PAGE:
• Turning Nursing Homes into Cultural Centers
    Cultural Centers

    What if programming in nursing homes was so compelling, so intriguing, that family members asked if they could join in? And school groups started to compete for volunteer slots? And nearby arts organizations started calling to ask when they could partner?

    That isn’t a dream. It is unfolding right now in 12 rural nursing homes in Kentucky where a team of artists and staff are beginning a three-year journey toward transforming stigmatized nursing homes to vibrant cultural centers that can be resources for their communities.

    Enough of bingo and balloon toss — no matter how beloved they may be. Together, in the I Won’t Grow Up project, we are exploring the themes inside the myth of Peter Pan and working toward three creative festivals in the spring of 2019 that will be open to
  • Willing and able: Disabled workers prove their value in tight labor market
    value in tight labor market

    Julie Propp landed her first-ever job about 18 months ago — at age 55.

    A part-time retail helper at a Kwik Trip convenience store in Marshalltown, Iowa, Propp cleans and ensures coffee cups and other items are well-stocked. She previously loaded boxes in workshops run by agencies that help disabled people but never had a traditional job because of a developmental disability.

    She prefers her current gig. “It’s more money down there and more hours,” says Propp, who earns $10.90 an hour and will soon get a bump to $11.25. “Some customers are so nice.”

    With the low 4.1% unemployment rate making it tougher for employers to hire and retain workers, more are bringing on Americans with disabilities who had long struggled to find jobs. Many firms are modifying traditional interviews that filter out candidates with less-refined social
  • U.S. government proposes 1.84 percent hike in 2019 payments to Medicare insurers
    Medicare Insurers

    NEW YORK (Reuters) – The U.S. government on Thursday proposed an increase of 1.84 percent on average in its 2019 payments to the health insurers that manage Medicare Advantage insurance plans for more than 20 million elderly or disabled people.
  • Recognizing Caregiving Burnout
    Caregiver Burnout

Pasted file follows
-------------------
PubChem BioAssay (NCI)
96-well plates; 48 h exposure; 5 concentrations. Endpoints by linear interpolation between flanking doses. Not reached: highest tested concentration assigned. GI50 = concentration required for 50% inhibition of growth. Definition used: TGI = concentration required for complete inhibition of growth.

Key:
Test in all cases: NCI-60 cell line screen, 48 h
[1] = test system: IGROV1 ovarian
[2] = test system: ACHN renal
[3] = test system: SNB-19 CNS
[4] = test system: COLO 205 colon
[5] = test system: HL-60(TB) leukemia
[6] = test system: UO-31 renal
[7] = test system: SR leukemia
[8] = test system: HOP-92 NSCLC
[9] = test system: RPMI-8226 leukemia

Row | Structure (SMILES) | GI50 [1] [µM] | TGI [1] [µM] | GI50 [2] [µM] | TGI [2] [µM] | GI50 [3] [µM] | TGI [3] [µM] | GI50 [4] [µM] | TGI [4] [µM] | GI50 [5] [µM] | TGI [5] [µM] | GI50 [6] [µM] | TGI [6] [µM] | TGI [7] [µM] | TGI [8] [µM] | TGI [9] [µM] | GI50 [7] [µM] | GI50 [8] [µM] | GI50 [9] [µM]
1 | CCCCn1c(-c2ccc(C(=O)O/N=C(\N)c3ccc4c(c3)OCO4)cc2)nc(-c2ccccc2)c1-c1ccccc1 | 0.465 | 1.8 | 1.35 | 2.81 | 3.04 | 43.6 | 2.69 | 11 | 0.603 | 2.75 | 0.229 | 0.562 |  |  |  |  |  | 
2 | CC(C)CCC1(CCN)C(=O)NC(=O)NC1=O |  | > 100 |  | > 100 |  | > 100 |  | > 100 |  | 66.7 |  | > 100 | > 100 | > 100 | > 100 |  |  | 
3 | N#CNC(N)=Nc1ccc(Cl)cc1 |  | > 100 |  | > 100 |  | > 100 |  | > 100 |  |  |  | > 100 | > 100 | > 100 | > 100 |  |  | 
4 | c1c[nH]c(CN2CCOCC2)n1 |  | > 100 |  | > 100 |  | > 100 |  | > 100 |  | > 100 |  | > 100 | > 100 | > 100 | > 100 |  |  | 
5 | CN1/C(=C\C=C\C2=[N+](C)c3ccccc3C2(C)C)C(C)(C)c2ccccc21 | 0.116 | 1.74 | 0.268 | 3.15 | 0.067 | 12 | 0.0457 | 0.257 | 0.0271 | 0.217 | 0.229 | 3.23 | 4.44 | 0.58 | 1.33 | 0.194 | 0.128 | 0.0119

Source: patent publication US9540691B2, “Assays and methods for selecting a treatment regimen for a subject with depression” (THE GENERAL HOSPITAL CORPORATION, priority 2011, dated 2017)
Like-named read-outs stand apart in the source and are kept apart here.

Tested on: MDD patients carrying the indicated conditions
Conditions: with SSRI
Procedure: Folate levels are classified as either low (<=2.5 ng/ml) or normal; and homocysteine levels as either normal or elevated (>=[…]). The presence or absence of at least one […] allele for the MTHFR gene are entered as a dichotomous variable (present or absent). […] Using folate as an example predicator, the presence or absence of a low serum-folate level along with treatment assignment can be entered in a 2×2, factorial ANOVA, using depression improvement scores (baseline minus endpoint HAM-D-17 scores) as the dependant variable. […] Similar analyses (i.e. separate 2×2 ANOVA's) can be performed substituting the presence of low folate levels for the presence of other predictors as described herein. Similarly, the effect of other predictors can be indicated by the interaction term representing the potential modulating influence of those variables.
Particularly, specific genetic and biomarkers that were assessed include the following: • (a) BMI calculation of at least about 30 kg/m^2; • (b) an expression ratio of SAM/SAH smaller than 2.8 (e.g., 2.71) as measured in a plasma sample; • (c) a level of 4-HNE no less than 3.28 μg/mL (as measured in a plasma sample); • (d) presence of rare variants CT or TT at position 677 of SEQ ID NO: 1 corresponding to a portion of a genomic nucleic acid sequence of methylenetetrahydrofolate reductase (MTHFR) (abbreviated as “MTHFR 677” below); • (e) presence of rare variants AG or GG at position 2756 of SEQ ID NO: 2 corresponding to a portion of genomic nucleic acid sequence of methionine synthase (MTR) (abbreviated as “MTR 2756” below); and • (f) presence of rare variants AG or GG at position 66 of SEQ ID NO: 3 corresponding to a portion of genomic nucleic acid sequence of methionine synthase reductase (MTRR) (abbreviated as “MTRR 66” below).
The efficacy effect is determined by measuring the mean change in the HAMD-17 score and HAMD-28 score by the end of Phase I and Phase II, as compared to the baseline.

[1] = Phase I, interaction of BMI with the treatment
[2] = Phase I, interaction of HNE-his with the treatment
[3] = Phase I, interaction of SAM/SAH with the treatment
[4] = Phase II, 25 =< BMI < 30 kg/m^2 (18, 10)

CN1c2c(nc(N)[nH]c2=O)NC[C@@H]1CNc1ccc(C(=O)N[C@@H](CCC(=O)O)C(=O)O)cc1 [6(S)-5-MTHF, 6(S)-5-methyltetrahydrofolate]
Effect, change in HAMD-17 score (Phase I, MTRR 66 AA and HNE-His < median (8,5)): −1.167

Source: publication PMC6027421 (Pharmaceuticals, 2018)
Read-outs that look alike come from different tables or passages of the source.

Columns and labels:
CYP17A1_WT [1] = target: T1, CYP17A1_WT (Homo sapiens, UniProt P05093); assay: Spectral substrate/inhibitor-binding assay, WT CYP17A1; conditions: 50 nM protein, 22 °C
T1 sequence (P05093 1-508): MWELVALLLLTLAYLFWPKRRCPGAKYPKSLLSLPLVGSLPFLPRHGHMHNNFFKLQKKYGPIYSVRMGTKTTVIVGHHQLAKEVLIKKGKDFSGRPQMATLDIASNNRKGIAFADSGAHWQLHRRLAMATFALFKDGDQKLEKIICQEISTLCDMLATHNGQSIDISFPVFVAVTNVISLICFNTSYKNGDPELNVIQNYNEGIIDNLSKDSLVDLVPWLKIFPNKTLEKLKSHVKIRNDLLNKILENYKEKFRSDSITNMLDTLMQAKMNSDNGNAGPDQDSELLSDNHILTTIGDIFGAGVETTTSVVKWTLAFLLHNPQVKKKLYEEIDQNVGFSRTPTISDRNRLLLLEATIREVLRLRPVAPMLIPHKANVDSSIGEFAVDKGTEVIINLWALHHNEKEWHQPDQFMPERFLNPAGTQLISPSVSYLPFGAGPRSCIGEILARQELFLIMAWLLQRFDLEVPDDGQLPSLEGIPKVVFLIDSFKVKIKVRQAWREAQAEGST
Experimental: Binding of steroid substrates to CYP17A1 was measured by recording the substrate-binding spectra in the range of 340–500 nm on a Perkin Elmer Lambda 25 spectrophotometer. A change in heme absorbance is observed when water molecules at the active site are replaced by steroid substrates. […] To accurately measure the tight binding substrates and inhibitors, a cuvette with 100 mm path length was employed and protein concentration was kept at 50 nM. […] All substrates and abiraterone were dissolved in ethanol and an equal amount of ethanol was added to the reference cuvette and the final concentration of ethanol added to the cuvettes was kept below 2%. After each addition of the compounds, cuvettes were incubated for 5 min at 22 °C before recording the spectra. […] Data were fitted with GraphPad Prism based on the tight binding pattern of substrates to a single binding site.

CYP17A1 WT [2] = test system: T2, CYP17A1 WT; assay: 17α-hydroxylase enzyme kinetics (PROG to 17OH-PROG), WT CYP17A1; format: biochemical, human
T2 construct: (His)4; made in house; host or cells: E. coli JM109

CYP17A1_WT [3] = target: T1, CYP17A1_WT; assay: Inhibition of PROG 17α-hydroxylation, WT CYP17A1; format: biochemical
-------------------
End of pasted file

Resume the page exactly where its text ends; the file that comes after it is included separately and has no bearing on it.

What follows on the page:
Caregiver burnout is a state of physical, emotional, and mental exhaustion that may be accompanied by a change in attitude — from positive and caring to negative and unconcerned. Burnout can occur when caregivers don’t get the help they need, or if they try to do more than they are able — either physically or financially. Caregivers who are “burned out” may experience fatigue, stress, anxiety, and depression. Many caregivers also feel guilty if they spend time on themselves rather than on their ill or elderly loved ones.

    What Are the Symptoms of Caregiver Burnout?

    The symptoms of caregiver burnout are similar to the symptoms of stress and depression. They may include:
    1. Withdrawal from friends and family
    2. Loss of interest in activities previously enjoyed
    3. Feeling blue, irritable, hopeless, and helpless
    4. Changes in
  • How States Are Helping People Get Medicaid At Home
    medicaid at home

    Survey after survey shows that people want to continue living in their homes as they age, rather than moving to a nursing home or an assisted living facility. (In a recent Nationwide Insurance survey of Americans 50 and older, 61% said they’d rather die than live in a nursing home.) But whether you or your parents will be able to receive long-term care benefits at home through Medicaid — assuming Medicaid-eligibility — is an open question.

    That’s because state rules vary enormously regarding whether Medicaid — the leading payer of long-term care in America — will pay for a person’s long-term care at home. But a new report from the Center for Health Care Strategies (a nonprofit health policy resource center focused on